'I Slept With A Celebrity' May Sound Great But It's Trouble for Networks

If you're still obsessed with the time Brandi Glanville confessed to hooking up with Gerard Butler on Watch What Happens Live, then Andy Cohen has another show just for you. Cohen will produce I Slept With A Celebrity, a weekly unscripted show that is currently being shopped to different networks. For anyone who loves salacious celebrity gossip, the show is a dream come true, but for TV networks, it would probably be more of a nightmare.

With such an obvious title, audiences would tune into I Slept With A Celebrity hoping to hear detailed stories about the sexual encounters each episode's two guests had with celebrities. Considering that E! News reaches about 18 million viewers every week with much tamer material, I Slept With A Celebrity could turn out to be ratings gold—but at a price.

Any celebrity discussed on the show is not going to be happy about it. No one wants the details of their sex life shared with the public and it wouldn't be surprising if the series brought on lawsuits the way TLC's quickly cancelled Starter Wives Confidential did. The real risk, however, lies in the network's relationships with celebrities.

Because of Andy Cohen's first-look deal with NBCUniversal, their networks will probably be the first to be offered I Slept With A Celebrity. Let's say, for example, E! were to pick up the show. If a particular celebrity were to be discussed on I Slept With A Celebrity, what are the chances that they'll ever agree to appear on an E! show again? It's doubtful someone would want to be the guest on Chelsea Lately if the night before private details about their life were revealed on the same network.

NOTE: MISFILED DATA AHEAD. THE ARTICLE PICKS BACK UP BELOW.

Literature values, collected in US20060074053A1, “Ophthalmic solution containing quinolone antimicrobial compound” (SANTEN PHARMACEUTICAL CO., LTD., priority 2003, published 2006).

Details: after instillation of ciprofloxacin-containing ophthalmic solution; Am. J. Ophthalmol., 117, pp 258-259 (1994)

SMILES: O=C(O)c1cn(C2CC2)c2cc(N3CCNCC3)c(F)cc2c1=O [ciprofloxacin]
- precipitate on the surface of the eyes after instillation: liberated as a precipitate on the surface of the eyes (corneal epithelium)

The same could happen on any network. Celebrities upset over their portrayal on the series would probably not agree to be on its network's late night shows or even take a role on a new series that would air on that channel. If any network buys I Slept With A Celebrity, it will be immediately at risk of losing important relationships with stars.

The only way to avoid that is to make sure that all of the stories told are inoffensive and don't get too into detail on the celebrity involved. But that strategy creates another major problem, since it would make for a very boring show that people probably wouldn't want to watch.

I Slept With A Celebrity puts networks in a difficult position, lose your celebrity connections or lose your audience. Hopefully whatever network ends up with the show will choose wisely.